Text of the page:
How “classical” is all of this? (Klein in a recent interview with gal-dem magazine: “Hans Zimmer, your time is up bruv!”) Harmattan opens with “For Solo / Piano,” which the self-trained musician describes as a small history of piano-playing styles—a reminder perhaps of Black virtuosity and classicism in genres rarely coded as classical. In its slightly lurching fashion, “For Solo / Piano” operates as an overture of sorts, or a silent-movie accompanist’s flourish before the phantoms start to flicker. I’m not the first to point to a ghostly vibe in much of Klein’s music, and for a time she was signed to the Hyperdub label, home of the spectral dubstep of Burial: object of much “hauntological” theorizing a decade and more ago. A certain eldritch quality might be one reason Klein has been embraced so readily by critics of a certain vintage, and maybe (mea culpa) there is a glibness involved. Still, Harmattan definitely has its wraiths and manifestations, not least on “The Haunting of Grace,” which broods for a while before brightening into a kind of apparition. (The “Grace” of the title is of course partly “Amazing Grace,” with all that’s implied about a hymn written by a former slave trader.)
And then there are the voices. Frequently in Klein’s smeared version of song, voice is a mere reminder of voice, a material pitched, drawn out, or repeated till it’s hardly human. (“I had a dream about Brandy. She was like, ‘Klein, I think less echoes.’ ”) Or it’s so listless, as on “No More Shubz” from 2020, that it sounds like a dream someone in My Bloody Valentine had around November 1987, and then forgot. The most surprising vocal presence on Harmattan is that of Charlotte Church: former pop-classical child star, subject in her youth to UK media misogyny, now socialist, eco protestor, all-round treasure. But which, in the vocal confusion of “Skyfall,” is Church, and who, or what, is Klein or grime MC Jawnino? With its chopped and time-stretched voices, its long drones and little bells, “Skyfall” attains a pitch of anxiety reminiscent of late-period Scott Walker: a song furling heedlessly into its own scene.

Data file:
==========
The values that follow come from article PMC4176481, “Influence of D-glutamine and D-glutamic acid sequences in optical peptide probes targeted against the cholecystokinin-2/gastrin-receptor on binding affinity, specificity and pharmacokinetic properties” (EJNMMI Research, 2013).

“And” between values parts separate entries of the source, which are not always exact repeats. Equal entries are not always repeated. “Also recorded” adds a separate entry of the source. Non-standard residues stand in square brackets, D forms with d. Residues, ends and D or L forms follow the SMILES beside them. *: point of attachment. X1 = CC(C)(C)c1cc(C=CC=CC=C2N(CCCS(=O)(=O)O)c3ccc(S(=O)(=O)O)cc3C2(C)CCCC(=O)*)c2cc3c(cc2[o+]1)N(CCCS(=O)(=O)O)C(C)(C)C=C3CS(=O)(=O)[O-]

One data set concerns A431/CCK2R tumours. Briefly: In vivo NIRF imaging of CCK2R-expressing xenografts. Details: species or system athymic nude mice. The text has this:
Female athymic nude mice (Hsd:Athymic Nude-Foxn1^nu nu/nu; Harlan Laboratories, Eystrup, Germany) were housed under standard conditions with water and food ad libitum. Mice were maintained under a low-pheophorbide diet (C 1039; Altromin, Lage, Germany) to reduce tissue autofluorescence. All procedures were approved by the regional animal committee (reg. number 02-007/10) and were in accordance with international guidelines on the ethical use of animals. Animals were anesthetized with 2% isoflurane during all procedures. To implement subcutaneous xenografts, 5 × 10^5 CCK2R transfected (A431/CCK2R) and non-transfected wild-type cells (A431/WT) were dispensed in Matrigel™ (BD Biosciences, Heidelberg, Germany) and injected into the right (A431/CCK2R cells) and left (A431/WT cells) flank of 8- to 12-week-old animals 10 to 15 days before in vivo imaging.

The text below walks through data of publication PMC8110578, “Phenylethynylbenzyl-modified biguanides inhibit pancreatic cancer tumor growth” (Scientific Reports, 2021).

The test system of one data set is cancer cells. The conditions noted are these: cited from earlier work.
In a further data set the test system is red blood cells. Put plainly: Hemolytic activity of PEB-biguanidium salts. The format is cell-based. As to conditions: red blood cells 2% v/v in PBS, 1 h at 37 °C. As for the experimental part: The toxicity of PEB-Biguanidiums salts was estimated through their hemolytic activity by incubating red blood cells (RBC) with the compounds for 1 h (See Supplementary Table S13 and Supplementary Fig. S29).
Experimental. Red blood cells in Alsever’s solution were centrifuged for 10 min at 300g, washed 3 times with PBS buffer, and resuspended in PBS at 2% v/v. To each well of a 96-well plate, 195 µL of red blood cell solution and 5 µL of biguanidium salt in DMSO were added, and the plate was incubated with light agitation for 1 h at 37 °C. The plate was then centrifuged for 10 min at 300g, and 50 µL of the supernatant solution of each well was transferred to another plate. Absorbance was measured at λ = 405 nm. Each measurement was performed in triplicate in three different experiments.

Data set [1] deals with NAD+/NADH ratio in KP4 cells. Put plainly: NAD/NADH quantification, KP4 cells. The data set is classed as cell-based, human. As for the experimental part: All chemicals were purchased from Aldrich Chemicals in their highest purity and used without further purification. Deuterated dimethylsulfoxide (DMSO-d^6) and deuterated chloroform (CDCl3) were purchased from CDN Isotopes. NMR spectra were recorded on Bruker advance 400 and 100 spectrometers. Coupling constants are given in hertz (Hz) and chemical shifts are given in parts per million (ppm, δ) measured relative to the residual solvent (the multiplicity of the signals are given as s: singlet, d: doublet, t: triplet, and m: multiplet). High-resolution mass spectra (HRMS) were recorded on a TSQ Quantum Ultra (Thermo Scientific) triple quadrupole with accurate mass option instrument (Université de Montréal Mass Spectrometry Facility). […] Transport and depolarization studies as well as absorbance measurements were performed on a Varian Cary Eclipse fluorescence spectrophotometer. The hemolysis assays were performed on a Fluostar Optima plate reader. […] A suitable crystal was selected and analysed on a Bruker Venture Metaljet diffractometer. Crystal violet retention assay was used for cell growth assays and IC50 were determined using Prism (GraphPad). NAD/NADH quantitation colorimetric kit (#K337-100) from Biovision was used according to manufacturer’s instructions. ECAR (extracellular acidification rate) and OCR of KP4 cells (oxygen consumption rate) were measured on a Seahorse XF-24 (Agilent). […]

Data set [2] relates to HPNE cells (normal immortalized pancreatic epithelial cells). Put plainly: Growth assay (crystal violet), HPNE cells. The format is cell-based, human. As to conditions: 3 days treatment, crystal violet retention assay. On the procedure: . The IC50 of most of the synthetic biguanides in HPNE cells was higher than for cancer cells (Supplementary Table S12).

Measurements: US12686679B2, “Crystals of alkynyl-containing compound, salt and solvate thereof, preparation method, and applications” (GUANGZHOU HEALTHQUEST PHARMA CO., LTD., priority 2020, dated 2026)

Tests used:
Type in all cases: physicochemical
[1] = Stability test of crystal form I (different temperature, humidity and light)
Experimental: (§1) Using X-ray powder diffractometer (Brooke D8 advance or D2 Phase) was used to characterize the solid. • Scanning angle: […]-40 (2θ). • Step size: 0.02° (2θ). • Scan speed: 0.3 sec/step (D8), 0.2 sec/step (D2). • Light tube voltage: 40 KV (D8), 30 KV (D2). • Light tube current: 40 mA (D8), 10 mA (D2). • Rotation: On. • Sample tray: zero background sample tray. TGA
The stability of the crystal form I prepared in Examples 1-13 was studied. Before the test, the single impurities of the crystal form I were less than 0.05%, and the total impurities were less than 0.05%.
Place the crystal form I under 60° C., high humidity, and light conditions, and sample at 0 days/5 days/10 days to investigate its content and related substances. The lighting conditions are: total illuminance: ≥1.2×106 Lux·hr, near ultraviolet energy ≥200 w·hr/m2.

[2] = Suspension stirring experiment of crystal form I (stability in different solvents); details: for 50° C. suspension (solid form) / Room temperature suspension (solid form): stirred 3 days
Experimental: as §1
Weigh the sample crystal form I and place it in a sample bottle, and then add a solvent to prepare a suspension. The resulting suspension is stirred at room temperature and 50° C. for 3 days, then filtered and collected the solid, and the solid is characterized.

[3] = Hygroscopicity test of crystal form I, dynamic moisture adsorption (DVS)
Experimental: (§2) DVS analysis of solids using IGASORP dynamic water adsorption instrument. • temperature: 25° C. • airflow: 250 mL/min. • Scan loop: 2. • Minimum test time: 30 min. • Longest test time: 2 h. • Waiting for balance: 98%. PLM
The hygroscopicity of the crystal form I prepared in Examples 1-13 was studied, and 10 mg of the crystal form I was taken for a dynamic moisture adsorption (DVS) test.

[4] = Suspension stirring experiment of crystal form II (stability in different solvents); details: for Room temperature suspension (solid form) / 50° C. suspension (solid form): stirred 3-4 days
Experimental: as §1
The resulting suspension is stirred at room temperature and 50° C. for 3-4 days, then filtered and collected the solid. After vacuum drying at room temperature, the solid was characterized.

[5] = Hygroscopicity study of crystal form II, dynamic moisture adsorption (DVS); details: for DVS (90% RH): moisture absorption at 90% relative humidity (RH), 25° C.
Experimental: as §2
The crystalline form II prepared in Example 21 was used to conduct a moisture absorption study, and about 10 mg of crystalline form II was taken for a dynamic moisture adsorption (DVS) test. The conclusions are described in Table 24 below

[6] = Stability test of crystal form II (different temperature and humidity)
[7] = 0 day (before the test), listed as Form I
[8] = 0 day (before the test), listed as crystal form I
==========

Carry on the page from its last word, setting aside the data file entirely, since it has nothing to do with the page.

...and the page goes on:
Moten calls Harmattan “a soundtrack of epic revolt against beginnings and ends.” Large claims have been made, will be made, about the political import of Klein’s aesthetically inclined music. She is not averse to direct statements; her 2020 track “Mark” is eleven and a half minutes long, but ten of them are silent, in homage to Mark Duggan, a young Black Londoner shot dead by police in 2011. If there is a politics in Harmattan, it is likely as yet to be determined, a set of hints and half promises—witty, audacious, populist and self-involved in the best senses. A politics arising from a music, as Moten puts it elsewhere, “irreducible to any interpretation but antithetical to the assertion of the absence of content.”
Brian Dillon’s Suppose a Sentence and Essayism are published by New York Review Books. He is working on Affinities, a book about images.